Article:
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Zynga exec explains why it’s abandoning online gambling in the U.S.

Image Credit: Dean Takahashi

Real-money gambling and FarmVille just don’t mix.

Zynga chief operations officer David Ko said in an analyst conference call today that the company decided not to invest in U.S. real-money online gambling because it needs to stay focused on social gaming and its core casual audience.

The San Francisco company slightly beat Wall Street expectations, but it continues to bleed users. This, and the decision to withdraw its plans to bid for real-money online gambling licenses in the U.S., led to a tumble in the company’s stock price after-hours trading. The stock is now down about 12 percent to $3.05 a share.

Ko noted that Zynga Poker, the company’s big money maker, slipped in the second quarter because “competitors are closing the gap.” The poker game competes with rivals such as Double Down Interactive and other social casino game companies. Ko said Zynga saw a decline in part because of a rise in “illegitimate credit card activity” on the web, where people pay for virtual poker chips with credit cards. He said he believes the growth in poker is in the casual end of the market, not the real-money gambling side.

“We must stay focused on our priorities. … The decision we made around real-money gambling was around focus,” Ko said after a question from an analyst on the call. He said the company needs to execute on its existing social games.

This change is the first big one since Zynga got a new boss. It hired Xbox boss Don Mattrick as its new CEO on July 1, shifting founder Mark Pincus to chairman and chief product officer. That gave the stock a bounce in the past few weeks, but the mostly dour report is causing investors to think twice.

Pincus introduced Mattrick on the analyst call, saying that he “shares my visions for social gaming” and that he shares his passion for gaming. Pincus said Mattrick set up his office in the middle of the FarmVille studio on his first day, a sign that Mattrick will be focused on games.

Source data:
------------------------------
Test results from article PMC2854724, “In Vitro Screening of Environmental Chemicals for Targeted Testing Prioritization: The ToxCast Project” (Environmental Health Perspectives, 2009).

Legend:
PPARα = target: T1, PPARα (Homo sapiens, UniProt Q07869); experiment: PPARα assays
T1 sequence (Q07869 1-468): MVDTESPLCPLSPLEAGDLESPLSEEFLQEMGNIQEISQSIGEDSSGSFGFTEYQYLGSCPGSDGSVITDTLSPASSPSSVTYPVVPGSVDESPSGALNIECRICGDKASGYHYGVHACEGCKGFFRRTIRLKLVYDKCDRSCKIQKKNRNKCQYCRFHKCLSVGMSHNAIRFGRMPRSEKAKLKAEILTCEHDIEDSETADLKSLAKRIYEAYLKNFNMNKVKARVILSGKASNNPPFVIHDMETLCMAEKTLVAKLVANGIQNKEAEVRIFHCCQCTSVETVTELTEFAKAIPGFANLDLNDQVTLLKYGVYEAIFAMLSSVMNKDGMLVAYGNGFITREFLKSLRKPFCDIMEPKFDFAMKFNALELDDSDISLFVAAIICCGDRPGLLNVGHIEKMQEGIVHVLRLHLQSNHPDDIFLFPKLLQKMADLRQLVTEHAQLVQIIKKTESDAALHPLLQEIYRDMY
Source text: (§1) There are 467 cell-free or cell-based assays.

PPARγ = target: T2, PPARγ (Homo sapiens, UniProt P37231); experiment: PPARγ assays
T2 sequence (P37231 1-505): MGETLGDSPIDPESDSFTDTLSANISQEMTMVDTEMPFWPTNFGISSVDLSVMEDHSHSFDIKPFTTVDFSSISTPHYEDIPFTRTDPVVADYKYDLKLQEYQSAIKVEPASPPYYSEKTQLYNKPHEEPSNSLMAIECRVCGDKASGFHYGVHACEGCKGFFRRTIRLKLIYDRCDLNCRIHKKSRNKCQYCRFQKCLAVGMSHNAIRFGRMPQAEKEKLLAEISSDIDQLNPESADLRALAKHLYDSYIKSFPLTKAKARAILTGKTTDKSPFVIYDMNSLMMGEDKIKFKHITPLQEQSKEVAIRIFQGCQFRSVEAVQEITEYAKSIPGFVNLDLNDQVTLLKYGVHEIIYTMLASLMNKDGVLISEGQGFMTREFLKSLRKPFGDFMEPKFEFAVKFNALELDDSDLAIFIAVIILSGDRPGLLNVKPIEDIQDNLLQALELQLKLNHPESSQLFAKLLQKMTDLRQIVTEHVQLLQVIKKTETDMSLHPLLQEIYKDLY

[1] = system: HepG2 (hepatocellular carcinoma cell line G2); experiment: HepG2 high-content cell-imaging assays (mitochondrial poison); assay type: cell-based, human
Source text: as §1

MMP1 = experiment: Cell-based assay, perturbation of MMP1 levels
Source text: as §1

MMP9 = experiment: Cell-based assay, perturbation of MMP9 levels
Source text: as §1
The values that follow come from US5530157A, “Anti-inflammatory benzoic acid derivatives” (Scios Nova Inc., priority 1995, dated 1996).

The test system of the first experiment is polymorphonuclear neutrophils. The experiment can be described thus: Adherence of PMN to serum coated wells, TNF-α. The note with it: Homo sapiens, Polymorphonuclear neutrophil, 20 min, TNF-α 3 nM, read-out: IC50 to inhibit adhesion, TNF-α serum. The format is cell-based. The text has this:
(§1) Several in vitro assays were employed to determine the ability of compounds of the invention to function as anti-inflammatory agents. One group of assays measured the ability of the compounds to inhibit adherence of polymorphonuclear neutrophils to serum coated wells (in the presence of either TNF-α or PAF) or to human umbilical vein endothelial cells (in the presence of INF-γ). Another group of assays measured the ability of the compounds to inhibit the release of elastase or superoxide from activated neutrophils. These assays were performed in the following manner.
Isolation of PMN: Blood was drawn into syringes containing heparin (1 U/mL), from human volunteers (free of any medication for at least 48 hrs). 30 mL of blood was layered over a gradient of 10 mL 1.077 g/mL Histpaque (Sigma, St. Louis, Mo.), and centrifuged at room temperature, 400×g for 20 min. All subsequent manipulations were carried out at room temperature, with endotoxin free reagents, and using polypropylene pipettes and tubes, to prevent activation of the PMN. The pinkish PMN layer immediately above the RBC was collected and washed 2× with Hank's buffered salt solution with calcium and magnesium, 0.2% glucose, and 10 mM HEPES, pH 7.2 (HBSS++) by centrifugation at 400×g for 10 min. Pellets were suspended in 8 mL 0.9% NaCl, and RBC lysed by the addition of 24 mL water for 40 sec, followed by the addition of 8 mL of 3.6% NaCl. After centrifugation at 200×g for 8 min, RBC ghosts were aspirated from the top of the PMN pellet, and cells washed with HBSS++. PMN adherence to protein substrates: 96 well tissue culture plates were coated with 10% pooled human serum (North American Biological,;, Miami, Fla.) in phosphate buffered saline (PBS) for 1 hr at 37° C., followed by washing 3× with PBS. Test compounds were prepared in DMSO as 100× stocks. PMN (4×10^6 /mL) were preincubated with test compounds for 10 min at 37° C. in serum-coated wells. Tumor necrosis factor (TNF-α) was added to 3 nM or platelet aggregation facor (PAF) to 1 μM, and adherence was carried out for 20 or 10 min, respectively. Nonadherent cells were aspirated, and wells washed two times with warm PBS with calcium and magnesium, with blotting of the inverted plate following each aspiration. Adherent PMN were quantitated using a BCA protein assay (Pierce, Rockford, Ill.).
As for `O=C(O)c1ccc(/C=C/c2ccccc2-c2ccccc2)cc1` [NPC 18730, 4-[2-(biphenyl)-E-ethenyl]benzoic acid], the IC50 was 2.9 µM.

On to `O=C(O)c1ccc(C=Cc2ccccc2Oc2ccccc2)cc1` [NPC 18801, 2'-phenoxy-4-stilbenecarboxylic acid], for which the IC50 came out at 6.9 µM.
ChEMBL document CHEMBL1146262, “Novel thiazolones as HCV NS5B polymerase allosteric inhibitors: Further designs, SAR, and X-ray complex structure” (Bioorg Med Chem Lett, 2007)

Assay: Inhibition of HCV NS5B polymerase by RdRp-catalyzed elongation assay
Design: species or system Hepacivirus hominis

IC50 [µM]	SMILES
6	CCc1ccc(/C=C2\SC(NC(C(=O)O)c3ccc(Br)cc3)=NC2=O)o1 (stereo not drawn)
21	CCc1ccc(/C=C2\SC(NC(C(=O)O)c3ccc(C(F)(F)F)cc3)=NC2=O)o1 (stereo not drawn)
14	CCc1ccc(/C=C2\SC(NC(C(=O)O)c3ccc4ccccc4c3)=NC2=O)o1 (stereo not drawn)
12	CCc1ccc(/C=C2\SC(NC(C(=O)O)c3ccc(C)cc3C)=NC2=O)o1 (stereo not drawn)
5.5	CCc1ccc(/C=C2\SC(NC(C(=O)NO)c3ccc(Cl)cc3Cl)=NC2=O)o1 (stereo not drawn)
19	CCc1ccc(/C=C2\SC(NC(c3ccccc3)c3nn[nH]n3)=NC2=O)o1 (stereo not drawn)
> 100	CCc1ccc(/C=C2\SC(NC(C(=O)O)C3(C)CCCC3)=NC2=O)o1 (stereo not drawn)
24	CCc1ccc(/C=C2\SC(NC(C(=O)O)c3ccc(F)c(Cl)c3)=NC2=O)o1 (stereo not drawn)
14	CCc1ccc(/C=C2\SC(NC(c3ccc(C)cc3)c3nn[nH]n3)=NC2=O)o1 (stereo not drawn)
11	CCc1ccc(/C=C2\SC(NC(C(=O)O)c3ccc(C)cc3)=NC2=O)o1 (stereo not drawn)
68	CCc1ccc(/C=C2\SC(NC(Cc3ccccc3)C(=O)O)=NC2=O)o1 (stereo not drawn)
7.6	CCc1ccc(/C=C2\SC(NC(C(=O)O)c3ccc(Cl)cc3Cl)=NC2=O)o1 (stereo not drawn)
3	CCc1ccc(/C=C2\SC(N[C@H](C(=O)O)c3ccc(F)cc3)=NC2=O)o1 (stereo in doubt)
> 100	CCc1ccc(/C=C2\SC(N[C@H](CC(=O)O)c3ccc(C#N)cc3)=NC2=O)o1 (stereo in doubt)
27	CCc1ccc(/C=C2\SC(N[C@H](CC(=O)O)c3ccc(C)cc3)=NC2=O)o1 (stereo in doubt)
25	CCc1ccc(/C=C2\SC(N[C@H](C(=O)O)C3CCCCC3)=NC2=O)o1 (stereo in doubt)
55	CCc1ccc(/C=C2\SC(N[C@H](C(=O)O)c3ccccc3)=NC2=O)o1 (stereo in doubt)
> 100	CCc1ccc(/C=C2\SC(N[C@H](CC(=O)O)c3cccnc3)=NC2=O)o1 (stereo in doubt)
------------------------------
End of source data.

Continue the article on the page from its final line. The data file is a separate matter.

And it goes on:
“I am here to support Don in whatever way I can,” Pincus said.

Zynga reported revenues of $231 million, down 31 percent from a year ago, and bookings of $188 million, down 38 percent from a year ago. The company lost $16 million, or 1 cent a share. Analysts expected Zynga to report a loss of 2 cents a share on bookings of $181.2 million for the second quarter.

In June, Zynga said it expected a loss of 3 cents to 4 cents per share on revenue ranging from $225 million to $235 million. Last year, Zynga’s second quarter revenue came in at  $332 million and earnings per share loss of 3 cents to 5 cents. The company also made cutbacks at various game studios around the world.

Daily active users were just 39 million in the second quarter, down from 52 million in the first quarter and 72 million a year ago. Web DAUs were 23 million and mobile DAUs were 16 million.

Monthly active users were 187 million, down 39 percent from 306 million a year ago and 253 million in the first quarter. Monthly web numbers were 129 million and mobile was at 57 million.

But on the positive side, Zynga’s average daily bookings per average DAU grew from $0.046 in the second quarter to $0.053 in the second quarter, up 14 percent from a year ago. Monthly unique payers were 1.9 million, down from 4.1 million a year ago and down 22 percent from the previous quarter.

Zynga has 2,368 employees today. Mattrick said that he met Pincus when the company had just 100 employees, but he described the chance to join Zynga now as a once-in-a-lifetime opportunity. He noted the firm has $1.5 billion in cash and investments. The aim is to make games social and accessible to everyone.


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